But does it merit prosecution? Federal prosecutors don’t seem to think so, at least when the suspect isn’t named Hunter Biden. These forms are designed to identify individuals who are prohibited from buying guns before they are sold a weapon. Gun sales by licensed dealers are subject to a background check processed by the National Instant Criminal Background Check, or NICS. In theory, law enforcement should investigate most NICS denials; that’s because a denial indicates that a buyer told the dealer he was eligible to purchase a firearm, but was later found to be ineligible. In other words, a NICS denial may signal that the buyer lied on their forms. (A 2016 federal audit found that less than one percent of one percent of denials are due to false positives.)
Law enforcement, though, does not follow up on each NICS denial, because that would be impossible. A Government Accountability Office report examining data for fiscal year 2017 found that 112,090 people were denied a gun after a NICS background check. ATF referred 12,710 of those individuals for investigation. And a grand total of 12 people faced federal charges, a rate of 0.01 percent.* Most of these individuals, moreover, were charged for lying about a past felony conviction, not drug use.
There are other ways that law enforcement might discover that a gun buyer lied on their form. In a typical case, an individual might be found in possession of a weapon, and an investigation will show that they lied to the dealer when purchasing it. The Washington Post reported, based on data from the Department of Justice, that 433 of these cases were referred to federal prosecutors in fiscal year 2020, while charges were filed in 243 of them. Although the DOJ has not released the precise data, an overwhelming majority of these cases were almost certainly charges for lying about a criminal record, given that about 90 percent of people barred from buying a gun are disqualified by a felony conviction. (The number of people denied a gun because of drug use is about 3 percent.) These charges were also frequently accompanied by more serious criminal charges. Further, the DOJ did provide the Washington Post with specific data for Delaware, where Biden was charged; it shows that in fiscal year 2019, no one faced federal prosecution for lying on a federal form when trying to buy a gun.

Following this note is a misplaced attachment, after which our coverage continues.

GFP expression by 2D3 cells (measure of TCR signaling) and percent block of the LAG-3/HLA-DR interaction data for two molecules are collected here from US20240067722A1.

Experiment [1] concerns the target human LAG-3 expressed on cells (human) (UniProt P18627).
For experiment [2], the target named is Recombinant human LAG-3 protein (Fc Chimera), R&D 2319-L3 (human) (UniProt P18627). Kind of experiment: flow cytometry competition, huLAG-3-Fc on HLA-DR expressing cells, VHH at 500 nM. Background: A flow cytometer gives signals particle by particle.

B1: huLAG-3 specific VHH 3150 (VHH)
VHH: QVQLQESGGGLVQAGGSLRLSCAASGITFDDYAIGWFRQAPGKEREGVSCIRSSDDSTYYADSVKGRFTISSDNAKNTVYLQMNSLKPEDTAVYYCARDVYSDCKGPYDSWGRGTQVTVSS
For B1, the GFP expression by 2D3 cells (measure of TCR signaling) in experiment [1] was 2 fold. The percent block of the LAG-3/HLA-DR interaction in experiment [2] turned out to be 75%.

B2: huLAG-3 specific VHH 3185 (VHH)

Recall that about 200 million Americans now live in states where marijuana is legalized for recreational or medical purposes, and that marijuana users are still forbidden from buying a gun. With about 17 million gun sales a year, it is a safe bet that many purchasers are lying about drug use. And yet prosecutions of these lies are statistically close to zero.
Hunter Biden should not have used crack cocaine, lied to the government, or illegally bought a gun. Nor should he have helped to blow up a favorable plea bargain because it did not give him absolute immunity. But his own misdeeds do not make it acceptable for Weiss to cook up three charges that an ordinary citizen would never face. Selective prosecution claims are essentially impossible to prove, so Hunter cannot use the flagrantly political motives here to defeat the indictment. That makes this case an unfortunate reflection of the criminal legal system’s inability to restrain prosecutors’ worst impulses. These lawyers have vast discretion, and we trust them to exercise it responsibly; Weiss has broken that trust. Most victims of prosecutorial overreach are indigent people of color; Biden, by contrast, has a team of well-paid lawyers who will provide him with stellar representation, including a strong constitutional challenge. That advantage doesn’t change the fact that his prosecution is fundamentally, irredeemably unjust.